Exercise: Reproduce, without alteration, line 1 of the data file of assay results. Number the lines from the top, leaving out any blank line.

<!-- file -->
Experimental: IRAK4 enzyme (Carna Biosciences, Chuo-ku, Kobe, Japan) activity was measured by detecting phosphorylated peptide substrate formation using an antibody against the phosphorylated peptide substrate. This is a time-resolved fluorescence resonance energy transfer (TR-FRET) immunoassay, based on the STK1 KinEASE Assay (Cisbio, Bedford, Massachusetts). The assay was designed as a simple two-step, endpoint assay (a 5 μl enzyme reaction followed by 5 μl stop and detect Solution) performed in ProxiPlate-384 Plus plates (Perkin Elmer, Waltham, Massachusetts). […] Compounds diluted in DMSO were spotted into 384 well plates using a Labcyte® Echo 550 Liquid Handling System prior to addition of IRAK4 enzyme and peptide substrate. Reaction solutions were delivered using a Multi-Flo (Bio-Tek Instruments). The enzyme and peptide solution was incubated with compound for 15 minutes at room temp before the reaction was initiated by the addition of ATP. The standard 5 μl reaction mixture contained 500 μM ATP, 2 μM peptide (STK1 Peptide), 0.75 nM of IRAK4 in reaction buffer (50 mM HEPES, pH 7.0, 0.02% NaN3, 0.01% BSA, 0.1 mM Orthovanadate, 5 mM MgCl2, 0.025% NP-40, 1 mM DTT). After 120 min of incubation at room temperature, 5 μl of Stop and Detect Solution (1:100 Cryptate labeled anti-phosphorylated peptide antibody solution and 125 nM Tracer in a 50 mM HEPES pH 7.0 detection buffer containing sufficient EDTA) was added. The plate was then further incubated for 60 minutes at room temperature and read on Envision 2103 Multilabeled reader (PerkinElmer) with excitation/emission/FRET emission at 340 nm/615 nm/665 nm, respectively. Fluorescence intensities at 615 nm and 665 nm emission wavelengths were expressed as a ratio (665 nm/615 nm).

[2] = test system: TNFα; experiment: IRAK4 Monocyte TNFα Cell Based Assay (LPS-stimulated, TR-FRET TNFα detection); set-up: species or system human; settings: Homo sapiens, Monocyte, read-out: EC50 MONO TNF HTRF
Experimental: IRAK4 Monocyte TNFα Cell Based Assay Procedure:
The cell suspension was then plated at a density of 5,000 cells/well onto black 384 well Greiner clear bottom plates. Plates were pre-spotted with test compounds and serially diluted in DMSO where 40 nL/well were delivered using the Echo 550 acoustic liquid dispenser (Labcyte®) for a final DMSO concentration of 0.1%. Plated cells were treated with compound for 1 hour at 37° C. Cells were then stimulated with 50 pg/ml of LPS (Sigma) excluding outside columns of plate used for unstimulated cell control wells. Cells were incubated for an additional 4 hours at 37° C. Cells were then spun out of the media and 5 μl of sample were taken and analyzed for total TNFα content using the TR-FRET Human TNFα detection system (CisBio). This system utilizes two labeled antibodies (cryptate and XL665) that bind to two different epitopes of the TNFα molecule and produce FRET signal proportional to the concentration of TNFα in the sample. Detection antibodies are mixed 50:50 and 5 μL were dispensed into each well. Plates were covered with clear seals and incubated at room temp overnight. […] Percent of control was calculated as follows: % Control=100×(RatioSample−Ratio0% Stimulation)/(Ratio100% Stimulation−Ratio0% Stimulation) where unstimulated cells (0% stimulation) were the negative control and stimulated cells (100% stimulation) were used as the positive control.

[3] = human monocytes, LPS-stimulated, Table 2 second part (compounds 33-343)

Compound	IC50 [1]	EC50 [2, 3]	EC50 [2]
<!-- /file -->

Experimental: IRAK4 enzyme (Carna Biosciences, Chuo-ku, Kobe, Japan) activity was measured by detecting phosphorylated peptide substrate formation using an antibody against the phosphorylated peptide substrate. This is a time-resolved fluorescence resonance energy transfer (TR-FRET) immunoassay, based on the STK1 KinEASE Assay (Cisbio, Bedford, Massachusetts). The assay was designed as a simple two-step, endpoint assay (a 5 μl enzyme reaction followed by 5 μl stop and detect Solution) performed in ProxiPlate-384 Plus plates (Perkin Elmer, Waltham, Massachusetts). […] Compounds diluted in DMSO were spotted into 384 well plates using a Labcyte® Echo 550 Liquid Handling System prior to addition of IRAK4 enzyme and peptide substrate. Reaction solutions were delivered using a Multi-Flo (Bio-Tek Instruments). The enzyme and peptide solution was incubated with compound for 15 minutes at room temp before the reaction was initiated by the addition of ATP. The standard 5 μl reaction mixture contained 500 μM ATP, 2 μM peptide (STK1 Peptide), 0.75 nM of IRAK4 in reaction buffer (50 mM HEPES, pH 7.0, 0.02% NaN3, 0.01% BSA, 0.1 mM Orthovanadate, 5 mM MgCl2, 0.025% NP-40, 1 mM DTT). After 120 min of incubation at room temperature, 5 μl of Stop and Detect Solution (1:100 Cryptate labeled anti-phosphorylated peptide antibody solution and 125 nM Tracer in a 50 mM HEPES pH 7.0 detection buffer containing sufficient EDTA) was added. The plate was then further incubated for 60 minutes at room temperature and read on Envision 2103 Multilabeled reader (PerkinElmer) with excitation/emission/FRET emission at 340 nm/615 nm/665 nm, respectively. Fluorescence intensities at 615 nm and 665 nm emission wavelengths were expressed as a ratio (665 nm/615 nm).